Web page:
Recent reports showed that several genes associated with GA synthesis and signal transduction were involved in bud dormancy regulation. Combination of transcript profiling and microarray analysis, Gai et al. found that the activation of GA pathway played a core role in the regulation of tree peony bud dormancy release [18]. It is well known that the key genes associated with gibberellin synthesis and signaling are GA 20-oxidase gene (GA20ox), GA 3-oxidase gene (GA3ox), GA20ox, GA3ox, GA2ox, GID1, DELLA and GID2 [19]. Bioactive GAs is synthesized through complex pathways, of which GA20ox and GA3ox are the key rate-limiting enzymes [20]. In tea, the differentially-expressed genes (DEGs), CsGA3ox and CsGA20ox, played an important role in regulating the bud activity-dormancy transition [14]. Conversely, PmRGL2 encoding a DELLA protein acted as a negative regulator of dormancy release through GA signaling pathway in Japanese apricot [21]. The F-box protein GID2, a subunit of the SCF E3 ubiquitin ligase complex, recognizes the GA-GID1-DELLA complex and helps to degrade the DELLA through the 26S proteasome, leads to de-repression and transcriptive activation of GA-responsive genes [20].

Abscisic acid (ABA) is generally believed to be another core hormone to maintain and regulate bud dormancy with antagonistic effect to GA [12]. The increasement of the ABA content benefits to induce dormancy in autumn, while its content decrease is the trigger for dormancy release in poplar, grape and pear [10, 22,23,24,25]. In poplar, ABA content increased after short day exposure and reached a peak after growth cessation in the apex, and the key genes involving in ABA biosynthesis and ABA signal transduction were also induced [26]. ABA bounds to members of the PYL/RCAR ABA receptor family that initiates signal transduction inhibiting type 2C protein phosphatases [27]. The ABA-responsive element (ABRE) is the major cis-element for ABA-responsive gene expression, and the ABRE-dependent gene expression is regulated by ABRE-binding factor (ABF). In peach, PpABF2 interacted with PpTCP20 to form heterodimers and regulate bud endodormancy. PpyABF3 could bind to the promoter of PpyDAM3 to activate its expression, while PpyABF2 interrupted this activation role by binding with PpyABF3 during the pear endodormancy maintenance [9]. Recent report showed that SHORT VEGETATIVE PHASE (SVP)-like (SVL) played a vital role in the dormancy of poplar. Prolonged chilling deceased ABA contents and SVL expression, resulting in the induction of FT1 expression and GA biosynthesis, which accelerated dormancy release [28].

Bud dormancy-growth transition is accompanied by many metabolic and developmental processes, including carbohydrate metabolism, photosynthesis, cell division, etc. As early as 1990, Bonicel et al. indicated that deep dormancy of poplar bud was characterized by low carbohydrate levels, and the end of dormancy was marked by major changes that starch levels declined and sugars rose [29]. During dormancy release of Japanese pear, a decrease of starch content in the shoot and an increase of soluble sugars in both the flower bud and the shoot were observed [30]. Starch, a polymer of glucose molecules, is the predominant form of carbohydrate storage in cells. In poplar, the activation of carbohydrate metabolism-related proteins mainly occurred at the stage of endodormancy release [31]. Carbohydrate metabolism activation and variation of plant hormone signal transduction were also found in the dormancy release process of Lilium pumilum [32] and tree peony [33]. In addition, the cell proliferation-related genes including MAP kinase, cyclins, and cyclin dependent-kinases, etc., were assumed to involve in the dormancy-growth transition. In grapevine, cell cycle genes encoding cyclin dependent-kinase (CDKB1 and CDKB2) and cyclins (CYCA, CYCB and CYCD) were activated during bud endodormancy release [34]. These results indicated that dormancy break was accompanied by cell cycle and cell division reactivation.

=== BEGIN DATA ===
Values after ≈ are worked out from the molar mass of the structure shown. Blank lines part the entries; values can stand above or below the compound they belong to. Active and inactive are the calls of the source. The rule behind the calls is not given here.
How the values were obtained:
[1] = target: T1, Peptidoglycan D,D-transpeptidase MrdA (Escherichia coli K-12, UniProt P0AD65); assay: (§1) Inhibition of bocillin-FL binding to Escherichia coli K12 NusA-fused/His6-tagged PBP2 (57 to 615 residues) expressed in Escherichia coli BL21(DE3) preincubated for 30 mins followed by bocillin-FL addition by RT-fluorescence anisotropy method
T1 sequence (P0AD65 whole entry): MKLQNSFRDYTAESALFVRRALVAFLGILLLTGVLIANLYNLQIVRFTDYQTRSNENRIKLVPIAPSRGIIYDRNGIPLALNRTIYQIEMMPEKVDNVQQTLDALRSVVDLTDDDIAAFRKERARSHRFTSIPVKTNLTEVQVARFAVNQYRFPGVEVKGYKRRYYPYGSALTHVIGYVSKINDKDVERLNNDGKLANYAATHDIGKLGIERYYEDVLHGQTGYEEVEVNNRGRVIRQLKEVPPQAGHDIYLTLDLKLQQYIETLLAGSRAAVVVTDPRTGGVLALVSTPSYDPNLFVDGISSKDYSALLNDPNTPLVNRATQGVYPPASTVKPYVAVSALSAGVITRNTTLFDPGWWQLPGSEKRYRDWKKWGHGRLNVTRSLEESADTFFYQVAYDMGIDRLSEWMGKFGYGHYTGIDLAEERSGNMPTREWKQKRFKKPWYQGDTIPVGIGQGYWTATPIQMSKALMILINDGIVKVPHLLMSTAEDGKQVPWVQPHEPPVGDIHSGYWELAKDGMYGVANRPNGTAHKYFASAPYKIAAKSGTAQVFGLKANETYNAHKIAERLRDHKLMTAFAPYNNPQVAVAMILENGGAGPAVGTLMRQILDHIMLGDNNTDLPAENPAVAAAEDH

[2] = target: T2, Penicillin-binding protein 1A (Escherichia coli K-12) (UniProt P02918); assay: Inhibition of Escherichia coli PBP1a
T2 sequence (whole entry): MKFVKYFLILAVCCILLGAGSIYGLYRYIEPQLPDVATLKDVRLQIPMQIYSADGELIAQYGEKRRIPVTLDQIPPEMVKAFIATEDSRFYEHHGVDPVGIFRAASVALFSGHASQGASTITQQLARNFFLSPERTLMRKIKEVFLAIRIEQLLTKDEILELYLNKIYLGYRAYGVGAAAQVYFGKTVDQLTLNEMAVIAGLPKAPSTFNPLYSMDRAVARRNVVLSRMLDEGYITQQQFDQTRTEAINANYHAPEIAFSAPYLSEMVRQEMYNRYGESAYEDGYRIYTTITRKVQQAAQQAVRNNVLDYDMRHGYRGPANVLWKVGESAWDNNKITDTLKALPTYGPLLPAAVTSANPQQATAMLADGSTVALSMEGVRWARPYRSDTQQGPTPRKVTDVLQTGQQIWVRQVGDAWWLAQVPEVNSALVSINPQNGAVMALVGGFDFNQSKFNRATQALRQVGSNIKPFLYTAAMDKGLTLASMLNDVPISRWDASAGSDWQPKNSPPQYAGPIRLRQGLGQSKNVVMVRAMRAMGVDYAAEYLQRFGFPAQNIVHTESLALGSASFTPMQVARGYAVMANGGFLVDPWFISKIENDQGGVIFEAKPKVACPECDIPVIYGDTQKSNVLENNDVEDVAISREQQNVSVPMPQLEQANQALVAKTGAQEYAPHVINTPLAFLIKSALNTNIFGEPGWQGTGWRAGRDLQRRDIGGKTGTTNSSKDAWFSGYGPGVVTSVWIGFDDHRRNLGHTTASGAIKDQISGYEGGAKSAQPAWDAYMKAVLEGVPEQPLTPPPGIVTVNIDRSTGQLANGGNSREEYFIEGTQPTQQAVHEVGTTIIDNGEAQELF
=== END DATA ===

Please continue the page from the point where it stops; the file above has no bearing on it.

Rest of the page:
Additionally, recent studies have identified several dormancy release related genes. FLOWERING LOCUS T (FT) was believed to play vital role in dormancy release [35], while its paralog CENTRORADIALIS/ TERMINAL FLOWER 1 (CEN/TFL1) acted as a negative regulator of dormancy release in poplar. TFL was also assumed to be a marker of bud burst [35, 36]. AP2 type transcript factor EBB1 (EARLY BUD-BREAK 1) accelerated dormancy release and bud break, and EBB3 was part of the EBB1/SVL-mediated regulatory mechanism, which promoted the expression of CYCD3.1 and positively regulated bud-break with activation of cell cycle in poplar. SVL involved in the same pathway with a negative manner [22, 37].